I found a solution, but honestly it's not entirely likely to be the problem anyone else is experiencing. Unless, of course, you're in an organization where the vast majority of your iOS devices are exhibiting this behavior, then keep reading.
It was not specific to the YouTube app, at least on my iPhone 5. If I went to youtube.com in Safari and tried to watch a video, it did not seem to start. The YouTube app failed pretty quickly with "Playback Error" usually, but I've also seen it fail to start playing, with the little waiting circle thingie spinning for what appears to be forever.
YouTube in Safari on my MacBook Air laptop, however, worked fine, and it was using the same Apple Airport Express Wi-Fi access points as the iPhones.
And, to complicate things further, all of the devices worked properly at Mom and Dad's. They use an Apple Airport Express access point and an Apple Airport Extreme that is a Wi-Fi access point, as well as being the firewall, router and DNS.
I tried several of the most popular and what to watch videos listed in the app, and all of them experience this problem. Note that many of these have a pre-roll advertisement, which may or may not be significant. While searching for advice on this problem, this was mentioned in a few postings.
Of course everything has been rebooted at least once. All software was updated to the latest version as of August 31, 2013. iOS 6.1.4, YouTube 220.127.116.1104. AirPort 7.6.4.
My great breakthrough occurred when I finally got a good packet capture of what's going on when a playback error occurs. 192.168.2.200 is my iPhone 5 and I started the capture just before playing one of the recommended videos for the first time, and a playback error occurred almost immediately. Here's a picture of the trace in Wireshark.
If you click on the picture it will open in a larger window which is presumably easier to read.
Anyway, what you can see is that the problem appears to be DNS related, which makes some sense. The iPhone is rejecting some of the DNS responses from my router. YouTube/iOS sends out an unusually large number of concurrent DNS queries, 9, in fact, 4 of which are duplicates. Several of these fail to resolve because iOS stops listening on the receiving port, which causes an ICMP destination unreachable message to be sent back to the DNS server (192.168.2.1).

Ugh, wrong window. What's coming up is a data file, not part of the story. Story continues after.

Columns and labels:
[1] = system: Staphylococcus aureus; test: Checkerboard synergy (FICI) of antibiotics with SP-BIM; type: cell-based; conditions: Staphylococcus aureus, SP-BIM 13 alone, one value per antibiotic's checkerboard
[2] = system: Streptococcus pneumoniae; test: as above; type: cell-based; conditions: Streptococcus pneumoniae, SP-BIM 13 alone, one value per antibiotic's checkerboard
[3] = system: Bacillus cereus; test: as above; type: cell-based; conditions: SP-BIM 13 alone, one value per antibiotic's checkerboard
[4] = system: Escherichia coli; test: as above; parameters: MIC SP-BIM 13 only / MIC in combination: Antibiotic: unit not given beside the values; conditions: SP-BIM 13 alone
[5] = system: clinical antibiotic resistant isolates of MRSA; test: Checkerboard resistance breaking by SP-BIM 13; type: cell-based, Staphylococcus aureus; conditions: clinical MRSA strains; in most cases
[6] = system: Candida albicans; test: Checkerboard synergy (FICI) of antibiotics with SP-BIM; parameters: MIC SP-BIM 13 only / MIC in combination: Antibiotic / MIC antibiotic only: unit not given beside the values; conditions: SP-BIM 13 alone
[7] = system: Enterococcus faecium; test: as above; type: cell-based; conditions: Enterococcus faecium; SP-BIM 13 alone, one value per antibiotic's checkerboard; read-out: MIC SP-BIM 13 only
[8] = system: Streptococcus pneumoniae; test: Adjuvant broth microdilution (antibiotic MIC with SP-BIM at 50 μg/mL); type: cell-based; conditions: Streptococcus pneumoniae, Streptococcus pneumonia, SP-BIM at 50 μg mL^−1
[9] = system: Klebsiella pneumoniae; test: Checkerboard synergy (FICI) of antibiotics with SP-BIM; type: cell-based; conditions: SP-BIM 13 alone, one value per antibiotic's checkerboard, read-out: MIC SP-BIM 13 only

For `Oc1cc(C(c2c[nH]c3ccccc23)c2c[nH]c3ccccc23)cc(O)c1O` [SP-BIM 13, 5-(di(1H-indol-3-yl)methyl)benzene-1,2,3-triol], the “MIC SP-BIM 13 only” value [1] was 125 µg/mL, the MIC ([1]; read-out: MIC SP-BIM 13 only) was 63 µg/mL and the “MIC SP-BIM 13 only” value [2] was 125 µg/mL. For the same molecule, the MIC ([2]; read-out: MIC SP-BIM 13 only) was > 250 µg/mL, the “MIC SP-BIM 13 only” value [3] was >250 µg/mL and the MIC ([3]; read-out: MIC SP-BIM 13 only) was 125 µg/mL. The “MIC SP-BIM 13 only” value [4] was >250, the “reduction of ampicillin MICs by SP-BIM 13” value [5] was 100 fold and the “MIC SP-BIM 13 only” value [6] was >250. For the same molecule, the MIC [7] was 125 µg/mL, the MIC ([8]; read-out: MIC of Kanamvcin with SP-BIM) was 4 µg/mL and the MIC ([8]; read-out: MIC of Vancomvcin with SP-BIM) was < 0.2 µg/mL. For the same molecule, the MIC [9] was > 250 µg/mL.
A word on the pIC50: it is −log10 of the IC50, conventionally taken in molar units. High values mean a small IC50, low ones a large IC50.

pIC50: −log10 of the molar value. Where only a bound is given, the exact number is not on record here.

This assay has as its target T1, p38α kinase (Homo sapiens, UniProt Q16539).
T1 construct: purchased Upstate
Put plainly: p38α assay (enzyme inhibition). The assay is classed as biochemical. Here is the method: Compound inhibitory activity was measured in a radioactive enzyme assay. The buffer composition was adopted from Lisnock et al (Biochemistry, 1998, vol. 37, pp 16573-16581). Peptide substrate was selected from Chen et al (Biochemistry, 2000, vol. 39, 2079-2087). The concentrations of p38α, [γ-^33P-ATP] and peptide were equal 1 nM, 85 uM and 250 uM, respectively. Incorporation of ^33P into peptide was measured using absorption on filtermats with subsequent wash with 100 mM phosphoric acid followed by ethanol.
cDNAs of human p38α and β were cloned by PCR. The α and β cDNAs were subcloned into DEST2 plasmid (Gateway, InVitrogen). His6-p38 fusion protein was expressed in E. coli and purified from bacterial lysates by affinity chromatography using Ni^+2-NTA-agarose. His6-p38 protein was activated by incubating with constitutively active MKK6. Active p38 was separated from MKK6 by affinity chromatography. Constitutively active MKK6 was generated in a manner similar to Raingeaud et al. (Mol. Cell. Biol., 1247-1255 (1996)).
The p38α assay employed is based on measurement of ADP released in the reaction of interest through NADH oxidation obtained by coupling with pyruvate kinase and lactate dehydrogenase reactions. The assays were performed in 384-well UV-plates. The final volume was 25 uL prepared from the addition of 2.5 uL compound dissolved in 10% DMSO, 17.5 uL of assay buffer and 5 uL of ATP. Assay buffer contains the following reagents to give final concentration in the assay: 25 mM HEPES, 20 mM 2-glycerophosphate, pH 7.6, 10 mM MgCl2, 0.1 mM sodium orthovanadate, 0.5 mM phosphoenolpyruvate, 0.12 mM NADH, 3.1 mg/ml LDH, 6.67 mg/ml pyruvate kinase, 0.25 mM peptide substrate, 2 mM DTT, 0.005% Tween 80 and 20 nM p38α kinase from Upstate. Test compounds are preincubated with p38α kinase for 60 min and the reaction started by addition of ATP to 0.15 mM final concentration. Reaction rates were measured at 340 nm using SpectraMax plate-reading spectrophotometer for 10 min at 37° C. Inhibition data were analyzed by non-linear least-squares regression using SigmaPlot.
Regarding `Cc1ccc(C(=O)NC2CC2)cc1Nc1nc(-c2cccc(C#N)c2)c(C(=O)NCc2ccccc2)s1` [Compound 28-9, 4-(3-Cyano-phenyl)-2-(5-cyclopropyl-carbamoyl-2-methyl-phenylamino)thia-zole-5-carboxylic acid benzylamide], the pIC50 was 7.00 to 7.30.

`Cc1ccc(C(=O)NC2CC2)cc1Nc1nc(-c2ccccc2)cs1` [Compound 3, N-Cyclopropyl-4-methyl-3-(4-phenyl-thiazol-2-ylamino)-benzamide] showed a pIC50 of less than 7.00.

In my case, I have a Netgear FVS-124 dual WAN router that acts as my border router and firewall. It also served as my DNS server. I've had mysterious hard-to-reproduce problems using this as a DNS server in the past, and, well, for whatever reason, it apparently decided to cause problems again.
I ended up installing a new recursive DNS server inside my firewall on a Linux server and pointed all of the access points to use that as the DNS for DHCP.
Important tip: Even though I changed the DNS sever IP address on the access points, iOS did not recognize the change. It continued to point at the old router-based DNS until I forgot the Wi-Fi network and logged back into it again.
And, wonder of wonders, everything then worked perfectly! Every video played exactly as expected on every device.
Since I really only worked around the problem, I don't exactly know the root cause. But I'll put some blame on YouTube for needing to query so many different host names to play a video, the iOS resolver for not coalescing queries for the same host in rapid succession before a response comes back into one request and some to the Netgear router, which is obviously doing something differently than Linux to confuse iOS, which may or may not be the fault of iOS.
In any case, if a large number of iOS devices in your organization are experiencing "Playback Error" in YouTube, stick a packet analyzer between the devices and your local DNS and see if you're getting a similar packet trace. If so, you're experiencing something similar to what I was seeing and you should look toward something DNS related.